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A small molecule AMP activated protein kinase (AMPK) activator, denoted O304, as a novelinnovative drug for the treatment of type 2 diabetes

Periodic Reporting for period 2 - AMPK-DIAB (A small molecule AMP activated protein kinase (AMPK) activator, denoted O304, as a novelinnovative drug for the treatment of type 2 diabetes)

Reporting period: 2017-09-01 to 2018-06-30

The objective of the project was to perform a proof-of-concept phase IIa trial in type 2 diabetic (T2D) patients and monitor metabolic and cardiovascular effects to reach the stage where interest and investment from third parties in the continued clinical development of the drug is possible. O304 is currently the only direct AMPK activator in clinical development. The project has been delivered according to plan and the clinical study has yielded highly positive results. The Phase IIa clinical trial has been successfully completed with 59 of the planned 60 T2D patients completing the study, and 58 patients endured all the MRI examinations before and after treatment. Five patients did not compete the study for mainly personal reasons not related to the treatment.
"In the second reporting period, the project has achieved its key objectives:
No serious adverse events have been reported. The study report has been provided as deliverable. O304 reduced fasting plasma glucose levels and insulin resistance, lowered systemic blood pressure, and increased microvascular perfusion, all beneficial effects in T2D patients. These results have been published ""PAN-AMPK activator O304 improves glucose homeostasis and microvascular perfusion in mice and type 2 diabetes patients"" View the article here: https://insight.jci.org/articles/view/99114.
In addition, the results provide evidence that O304 may be beneficial in diabetic kidney disease (DKD). Globally, approximately 40% of Type 2 diabetes (T2D) patients develop DKD, and diabetes is the leading cause of kidney failure, requiring dialysis or a kidney transplant. The increasing prevalence of DKD parallels the dramatic worldwide rise in prevalence of diabetes caused by the global pandemic of obesity.
Unfortunately, however, the current standard of care with anti-hypertensive ACEi/ARB drugs which reduce glomerular hypertension shows very limited efficacy, and despite decades of research on the various mechanisms such as fibrosis and inflammation, no new drugs have been approved in the last 15 years for the treatment of DKD or chronic kidney disease (CKD). Thus, there is a great need for novel, more efficient drugs to prevent and treat DKD and CKD.

Glomerular filtration is an essential process whereby fluid in the blood is filtered by the kidneys. Glomerular ‘hyperfiltration’ mediated by intraglomerular hypertension is common in the early stages of T2D and believed to provoke a later decline in globular filtration rate (GFR), ultimately potentially leading to kidney failure. The balance shifts to glomerular hyperfiltration as a result of high intraglomerular pressure caused by increased blood flow into and decreased blood flow out from the glomerulus.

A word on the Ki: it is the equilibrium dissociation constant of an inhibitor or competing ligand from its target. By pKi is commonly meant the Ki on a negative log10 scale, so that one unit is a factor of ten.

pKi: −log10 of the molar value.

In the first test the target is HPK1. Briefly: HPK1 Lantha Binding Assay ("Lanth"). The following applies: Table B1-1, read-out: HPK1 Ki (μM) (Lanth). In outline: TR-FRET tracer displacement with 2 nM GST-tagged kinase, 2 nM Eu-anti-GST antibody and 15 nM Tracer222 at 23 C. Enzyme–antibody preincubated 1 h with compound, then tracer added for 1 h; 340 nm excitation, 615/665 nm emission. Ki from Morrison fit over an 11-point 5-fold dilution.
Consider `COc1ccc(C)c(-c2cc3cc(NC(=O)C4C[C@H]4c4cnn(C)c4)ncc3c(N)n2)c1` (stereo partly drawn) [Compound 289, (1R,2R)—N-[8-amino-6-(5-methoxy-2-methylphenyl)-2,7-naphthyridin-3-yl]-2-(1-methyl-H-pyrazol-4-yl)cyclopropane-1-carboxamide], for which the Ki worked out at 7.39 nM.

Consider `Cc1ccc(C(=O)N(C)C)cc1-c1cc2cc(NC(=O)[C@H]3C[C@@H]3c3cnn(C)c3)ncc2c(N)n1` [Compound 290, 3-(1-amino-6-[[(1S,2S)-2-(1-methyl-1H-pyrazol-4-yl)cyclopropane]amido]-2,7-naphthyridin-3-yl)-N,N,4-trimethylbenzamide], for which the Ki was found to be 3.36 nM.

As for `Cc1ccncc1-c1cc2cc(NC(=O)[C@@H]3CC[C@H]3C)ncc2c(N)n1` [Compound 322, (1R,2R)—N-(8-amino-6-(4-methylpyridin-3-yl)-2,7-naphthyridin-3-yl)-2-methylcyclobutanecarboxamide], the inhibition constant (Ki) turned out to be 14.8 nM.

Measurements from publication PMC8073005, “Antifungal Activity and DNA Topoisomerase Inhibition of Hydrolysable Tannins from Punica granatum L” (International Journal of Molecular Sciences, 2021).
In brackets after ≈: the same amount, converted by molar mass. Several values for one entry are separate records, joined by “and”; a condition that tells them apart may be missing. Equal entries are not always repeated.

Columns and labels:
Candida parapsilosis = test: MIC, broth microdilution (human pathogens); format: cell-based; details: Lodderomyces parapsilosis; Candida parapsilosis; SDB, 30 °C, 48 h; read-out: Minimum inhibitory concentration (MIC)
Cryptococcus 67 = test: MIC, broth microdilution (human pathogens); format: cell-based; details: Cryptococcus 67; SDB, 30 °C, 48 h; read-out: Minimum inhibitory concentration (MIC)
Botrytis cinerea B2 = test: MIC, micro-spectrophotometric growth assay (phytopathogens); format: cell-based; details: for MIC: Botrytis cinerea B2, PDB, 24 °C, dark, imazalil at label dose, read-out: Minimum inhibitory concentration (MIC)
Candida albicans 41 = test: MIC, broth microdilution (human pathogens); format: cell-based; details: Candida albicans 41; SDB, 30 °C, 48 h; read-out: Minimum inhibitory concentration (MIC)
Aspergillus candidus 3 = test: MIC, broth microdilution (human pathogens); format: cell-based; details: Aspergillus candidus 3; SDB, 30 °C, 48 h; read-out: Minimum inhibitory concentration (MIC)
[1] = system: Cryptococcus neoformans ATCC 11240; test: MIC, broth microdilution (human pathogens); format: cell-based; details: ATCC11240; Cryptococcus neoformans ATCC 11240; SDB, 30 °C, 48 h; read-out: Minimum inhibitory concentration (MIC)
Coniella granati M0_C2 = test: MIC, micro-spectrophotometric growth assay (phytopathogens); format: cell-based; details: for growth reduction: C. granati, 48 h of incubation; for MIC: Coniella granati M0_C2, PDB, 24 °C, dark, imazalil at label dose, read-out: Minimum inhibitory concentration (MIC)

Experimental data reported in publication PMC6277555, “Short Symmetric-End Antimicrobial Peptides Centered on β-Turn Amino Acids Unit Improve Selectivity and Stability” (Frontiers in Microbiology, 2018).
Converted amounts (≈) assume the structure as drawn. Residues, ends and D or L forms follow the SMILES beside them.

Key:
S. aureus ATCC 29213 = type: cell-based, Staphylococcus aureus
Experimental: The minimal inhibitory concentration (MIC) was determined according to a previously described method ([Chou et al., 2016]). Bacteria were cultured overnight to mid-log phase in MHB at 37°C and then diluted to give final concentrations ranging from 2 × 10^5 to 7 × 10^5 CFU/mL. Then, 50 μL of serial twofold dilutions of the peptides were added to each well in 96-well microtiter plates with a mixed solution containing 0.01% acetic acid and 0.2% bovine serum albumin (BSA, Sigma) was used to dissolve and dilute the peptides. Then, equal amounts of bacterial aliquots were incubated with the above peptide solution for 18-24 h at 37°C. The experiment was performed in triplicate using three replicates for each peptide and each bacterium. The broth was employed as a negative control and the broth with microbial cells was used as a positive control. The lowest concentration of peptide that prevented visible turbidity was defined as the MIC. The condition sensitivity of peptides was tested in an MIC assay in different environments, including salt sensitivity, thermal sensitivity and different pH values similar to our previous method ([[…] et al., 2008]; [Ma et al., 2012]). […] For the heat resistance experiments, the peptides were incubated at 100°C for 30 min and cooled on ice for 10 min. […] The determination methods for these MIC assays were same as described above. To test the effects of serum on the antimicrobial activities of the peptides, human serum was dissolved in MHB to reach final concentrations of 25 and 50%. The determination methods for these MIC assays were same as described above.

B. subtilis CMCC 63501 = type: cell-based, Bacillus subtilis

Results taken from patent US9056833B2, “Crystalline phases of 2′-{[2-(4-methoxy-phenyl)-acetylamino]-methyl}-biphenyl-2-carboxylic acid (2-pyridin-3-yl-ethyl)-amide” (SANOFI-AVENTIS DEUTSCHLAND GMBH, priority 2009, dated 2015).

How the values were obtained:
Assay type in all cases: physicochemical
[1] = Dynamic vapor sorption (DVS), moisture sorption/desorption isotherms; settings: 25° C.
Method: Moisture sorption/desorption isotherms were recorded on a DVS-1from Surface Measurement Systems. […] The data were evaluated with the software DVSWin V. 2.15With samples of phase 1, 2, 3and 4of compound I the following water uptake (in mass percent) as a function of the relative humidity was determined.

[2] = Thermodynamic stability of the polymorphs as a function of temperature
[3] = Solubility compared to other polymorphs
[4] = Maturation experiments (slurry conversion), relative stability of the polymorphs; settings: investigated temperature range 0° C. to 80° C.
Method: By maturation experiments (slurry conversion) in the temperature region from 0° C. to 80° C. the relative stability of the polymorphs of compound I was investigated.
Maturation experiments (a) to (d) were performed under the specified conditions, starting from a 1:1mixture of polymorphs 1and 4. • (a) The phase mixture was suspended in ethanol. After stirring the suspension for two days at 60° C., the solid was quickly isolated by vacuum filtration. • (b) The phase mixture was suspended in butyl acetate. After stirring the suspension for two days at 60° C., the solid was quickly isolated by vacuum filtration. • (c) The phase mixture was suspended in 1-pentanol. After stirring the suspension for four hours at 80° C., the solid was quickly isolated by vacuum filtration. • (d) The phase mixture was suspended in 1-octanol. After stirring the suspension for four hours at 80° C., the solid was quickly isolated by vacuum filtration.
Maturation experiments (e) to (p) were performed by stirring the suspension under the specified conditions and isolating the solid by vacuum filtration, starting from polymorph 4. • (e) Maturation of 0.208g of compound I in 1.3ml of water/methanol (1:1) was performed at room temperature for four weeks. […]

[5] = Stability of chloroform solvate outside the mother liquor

SGLT2 inhibitors are recently introduced anti-hyperglycaemic agents that show improved renal outcome in T2D patients with established cardiovascular disease by reducing estimated globular filtration/hyperfiltration (eGFR) via activation of tubuloglomerular feedback that reduces blood flow into the glomerulus. However, SGLT2 inhibitors are contra-indicated in T2D patients with impaired renal function due to lack of anti-glycaemic effect in this group of patients."
AMPK is a major regulator of glucose and lipid metabolism and of tubular transport of water and ions in the kidney. Multiple interventional studies in animal models have suggested potentially beneficial effects of AMPK activation in DKD– effects that might translate into cardiorenal protection. In T2D patients, O304 both lowered systemic blood pressure and increased microvascular perfusion. Moreover, post hoc analyses of phase I and IIa clinical trials of O304 show that O304 potently reduced eGFR by a rapid, stable and reversible haemodynamic effect both in T2D patients on metformin and in obese non-diabetic subjects.

O304 also reduced eGFR both in T2D patients with no anti-hypertensive treatment or on top of ACEi/ARB drug treatment (standard of care for DKD), indicating that O304 either reduces eGFR by the same mechanism but more efficiently or by a different mechanism than ACEi/ARB drugs. Thus, O304 reduces blood glucose and insulin resistance, lowers blood pressure, increases microvascular perfusion, and reduces renal filtration/hyperfiltration in T2D patients – beneficial metabolic and haemodynamic effects that are likely to translate into long-term protection of kidney function and thus reduced incidence of diabetic kidney disease. These results are published Health Europa Quarterly Issue 6, https://www.healtheuropa.eu/ampk-o304-diabetic-kidney-disease/86703/.

The results of the phase IIa trial have enabled Betagenon to become involved in active discussion/meetings with multiple Big pharma. Betagenon has engaged an expert MD in internal and renal medicine with Big pharma experience to aid in the discussions with Big pharma. Betagenon has alsop engaged a Licensing Strategist, Denise Goode, who has extensive experience with out-licensing negotiations with Big pharma, to head these activities. No major issues have emerged from deep due diligence by Big pharma, and Betagenon is aiming to sign a licensing agreement with a global Big pharma.